Miserable Teaching with 20 boys & the Toothless Wonder

20 boys and the toothless wonder. story of my first week of teaching

***This post is part of the Real Army Wives series, which runs every Monday on storiesofourboys.com. For last week’s chapter click here.***

Sunday, Aug. 17, 2003

Oh, Alan,

I missed you the MOST today!

We had “Back to School” night, where we meet the parents. Everything was fine except instead of 22, I now have 25, and also this grandparent with two children in my class stayed after and basically threatened me.

Yeah. This ignorant, toothless wonder, with a strong cigarette odor about her, told me, in a menacing tone, that her kids will break all my rules, and if I get on to them too much or hurt their feelings, she will come down to the school and yell at me, and she assured me she will yell so loudly that everyone will hear. (Yes, I only wish I were kidding.)

Well, I didn’t say anything in response to that. I dryly and quietly said, “Well, hopefully we won’t have any problems. Did you see their homework folders?”

I drove away from school bawling, not just because of that one parent, but also from so many emotions. After coming home and talking to both of our mothers on the phone, I started feeling better. Then I actually got a lot of work done.

But I’m so exhausted, and I have to get up at 5:30 tomorrow. It’s 11 already, so I’m going to bed. I wish you could give me a massage tonight! I need you! I love you.

Love, April

 

Tues., Aug. 19, 2003

Alan,

Hey! This was the 2nd day of school, and I survived! It wasn’t even torture! It was fine. Yay!!!

I’m so exhausted though.

Today was SO much better. The administration has just been incredibly supportive. I had my kids write about their first day of school today, and that was very interesting. They thought they just had a fun day of school. No one said that I had no idea what I was doing or anything.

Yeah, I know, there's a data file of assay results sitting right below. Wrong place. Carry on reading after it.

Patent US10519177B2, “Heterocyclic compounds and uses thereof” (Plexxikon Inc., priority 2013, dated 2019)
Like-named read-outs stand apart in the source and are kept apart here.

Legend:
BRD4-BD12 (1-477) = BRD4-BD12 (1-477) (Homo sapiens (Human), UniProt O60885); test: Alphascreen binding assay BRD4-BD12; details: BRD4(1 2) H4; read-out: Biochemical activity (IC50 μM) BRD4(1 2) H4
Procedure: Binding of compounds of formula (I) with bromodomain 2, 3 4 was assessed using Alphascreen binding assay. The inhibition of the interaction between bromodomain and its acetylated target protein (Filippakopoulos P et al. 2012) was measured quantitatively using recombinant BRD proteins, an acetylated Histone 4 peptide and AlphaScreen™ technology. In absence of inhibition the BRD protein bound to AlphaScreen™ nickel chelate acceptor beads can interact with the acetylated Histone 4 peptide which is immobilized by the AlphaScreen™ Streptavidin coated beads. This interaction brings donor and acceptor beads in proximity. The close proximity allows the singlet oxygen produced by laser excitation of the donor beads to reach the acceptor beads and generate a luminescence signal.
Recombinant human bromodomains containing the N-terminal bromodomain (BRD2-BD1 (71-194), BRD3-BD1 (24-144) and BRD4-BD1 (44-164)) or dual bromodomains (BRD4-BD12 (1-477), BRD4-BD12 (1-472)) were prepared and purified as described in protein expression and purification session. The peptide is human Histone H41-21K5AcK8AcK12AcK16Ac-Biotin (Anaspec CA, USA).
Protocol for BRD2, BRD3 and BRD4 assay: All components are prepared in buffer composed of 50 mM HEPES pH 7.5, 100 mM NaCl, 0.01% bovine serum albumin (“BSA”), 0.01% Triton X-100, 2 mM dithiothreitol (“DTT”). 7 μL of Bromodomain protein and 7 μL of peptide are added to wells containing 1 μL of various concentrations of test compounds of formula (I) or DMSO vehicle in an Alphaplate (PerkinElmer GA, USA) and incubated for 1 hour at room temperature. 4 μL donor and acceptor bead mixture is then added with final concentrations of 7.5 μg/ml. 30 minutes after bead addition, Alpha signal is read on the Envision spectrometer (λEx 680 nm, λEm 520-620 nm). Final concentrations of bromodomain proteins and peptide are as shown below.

But Alan, out of 25 students, I have 20 BOYS!

I wonder if God is preparing me to have lots of sons! Oh, dear! But you know what? Out of 20 boys & 5 girls, I have already seen THREE kids cry, and they were ALL boys.

Andrew cried because he’s just whiny. Michael cried because he didn’t have his breakfast money..Oh!.. Make that 4! Chris cried because he didn’t know if he was supposed to ride the bus or not, and Matthew cried because I gave him a “warning.”

The student that really breaks my heart is my reading L.D. student, Tyler, who sits quietly in my class everyday and when asked what he wants to learn this year, he will tell you the same answer every time:

“I want to learn how to read.”

He tries so hard. Oh, it just breaks my heart. He needs one-on-one help so badly, and no one will give it to him. He is a fourth grader, the age of a fifth grader, and I wish he were spending a reading hour each day with the special ed teacher. That is what he needs, but she seems to have no plans to work with him at all.

Meanwhile, Alan, my friends and family are all being so supportive, and I’m thankful.

Most of all, I’m thankful for the prayers that you and others were saying for me. Let me tell you, God was all over my class today–all over. I have never felt such sincere gratitude towards my Heavenly Father as I do today.

And to you, Alan. Your phone call last night was on my mind all day long. You are just like one of my angels, no matter how far away you may be. I love you so much.

But it’s 10:50 pm, so I HAVE to get to bed. I love you!

Your silly wife,

April

 

I had little time to spend with my Army Wife pals during this phase, but Sarah would often show up in my classroom after school and help me get everything ready for the next day. I don’t know what I would have done without her!!

That First Week

It seemed like I couldn’t get anything right that first week. I had about three boys who were so unruly, I did not know how to keep them under control. All day I felt like I was having miniature heart attacks. I would get all worked up, my heart would pound wildly, and I’d have these adrenaline surges, but there was nothing I could do with all that energy, which left me just wanting to scream.

This was probably the beginning of my heart problem, but I did not know that then, so life without beta blockers went on..

There were two AmeriCorps workers put in my classroom to observe, or maybe to help, but I had no clue as to how to utilize their help because I was only figuring things out myself. AmeriCorps is an organization much like Peace Corps, only they work here in the U.S.